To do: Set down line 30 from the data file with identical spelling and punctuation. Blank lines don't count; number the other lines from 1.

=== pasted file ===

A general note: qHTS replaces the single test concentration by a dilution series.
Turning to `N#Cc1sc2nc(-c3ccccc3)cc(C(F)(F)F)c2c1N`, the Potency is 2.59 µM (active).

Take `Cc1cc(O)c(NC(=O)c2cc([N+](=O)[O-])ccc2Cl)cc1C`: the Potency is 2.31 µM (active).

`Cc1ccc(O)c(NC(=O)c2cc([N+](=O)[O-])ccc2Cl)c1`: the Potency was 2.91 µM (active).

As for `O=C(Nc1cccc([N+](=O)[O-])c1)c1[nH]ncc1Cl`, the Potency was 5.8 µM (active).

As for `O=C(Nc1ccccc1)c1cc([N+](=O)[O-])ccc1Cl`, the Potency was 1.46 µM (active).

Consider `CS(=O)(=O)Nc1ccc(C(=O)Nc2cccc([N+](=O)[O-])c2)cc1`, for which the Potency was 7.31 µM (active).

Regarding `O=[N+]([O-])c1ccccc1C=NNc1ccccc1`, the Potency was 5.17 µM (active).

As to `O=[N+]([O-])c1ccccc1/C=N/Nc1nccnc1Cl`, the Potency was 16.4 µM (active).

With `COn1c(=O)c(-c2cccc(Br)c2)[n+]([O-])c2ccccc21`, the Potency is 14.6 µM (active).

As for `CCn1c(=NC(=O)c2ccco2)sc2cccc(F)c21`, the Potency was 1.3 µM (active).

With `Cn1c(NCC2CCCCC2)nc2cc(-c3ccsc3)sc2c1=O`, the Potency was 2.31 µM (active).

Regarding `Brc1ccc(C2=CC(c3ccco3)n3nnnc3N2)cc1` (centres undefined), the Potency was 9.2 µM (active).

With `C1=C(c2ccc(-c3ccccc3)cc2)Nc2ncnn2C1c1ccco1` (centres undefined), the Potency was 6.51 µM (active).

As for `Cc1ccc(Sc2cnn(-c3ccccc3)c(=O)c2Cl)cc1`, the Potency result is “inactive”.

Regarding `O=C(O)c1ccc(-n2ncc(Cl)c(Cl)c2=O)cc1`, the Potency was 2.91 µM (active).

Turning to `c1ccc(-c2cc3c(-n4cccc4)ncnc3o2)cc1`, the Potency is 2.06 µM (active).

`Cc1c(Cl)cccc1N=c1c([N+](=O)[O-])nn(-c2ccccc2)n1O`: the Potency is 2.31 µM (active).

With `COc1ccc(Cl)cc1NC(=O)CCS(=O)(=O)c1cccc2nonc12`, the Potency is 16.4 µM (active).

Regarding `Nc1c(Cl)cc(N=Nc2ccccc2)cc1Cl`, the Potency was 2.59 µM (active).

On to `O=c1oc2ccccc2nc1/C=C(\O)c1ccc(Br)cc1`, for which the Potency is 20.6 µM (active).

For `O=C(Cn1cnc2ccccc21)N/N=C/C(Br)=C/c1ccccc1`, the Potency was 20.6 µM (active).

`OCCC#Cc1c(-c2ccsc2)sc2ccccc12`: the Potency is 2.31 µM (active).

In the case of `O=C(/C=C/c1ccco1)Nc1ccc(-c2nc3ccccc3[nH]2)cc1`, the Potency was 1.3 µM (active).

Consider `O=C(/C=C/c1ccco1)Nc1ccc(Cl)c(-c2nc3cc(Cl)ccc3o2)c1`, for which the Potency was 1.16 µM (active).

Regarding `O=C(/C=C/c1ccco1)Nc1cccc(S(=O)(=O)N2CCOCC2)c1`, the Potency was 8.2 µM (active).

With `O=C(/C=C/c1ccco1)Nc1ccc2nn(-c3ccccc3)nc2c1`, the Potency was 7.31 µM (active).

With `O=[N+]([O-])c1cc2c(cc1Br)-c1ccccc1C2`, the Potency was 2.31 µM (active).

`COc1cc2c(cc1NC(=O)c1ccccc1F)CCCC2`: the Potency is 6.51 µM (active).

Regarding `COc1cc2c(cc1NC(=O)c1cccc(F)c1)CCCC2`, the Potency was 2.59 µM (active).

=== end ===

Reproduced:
Regarding `COc1cc2c(cc1NC(=O)c1cccc(F)c1)CCCC2`, the Potency was 2.59 µM (active).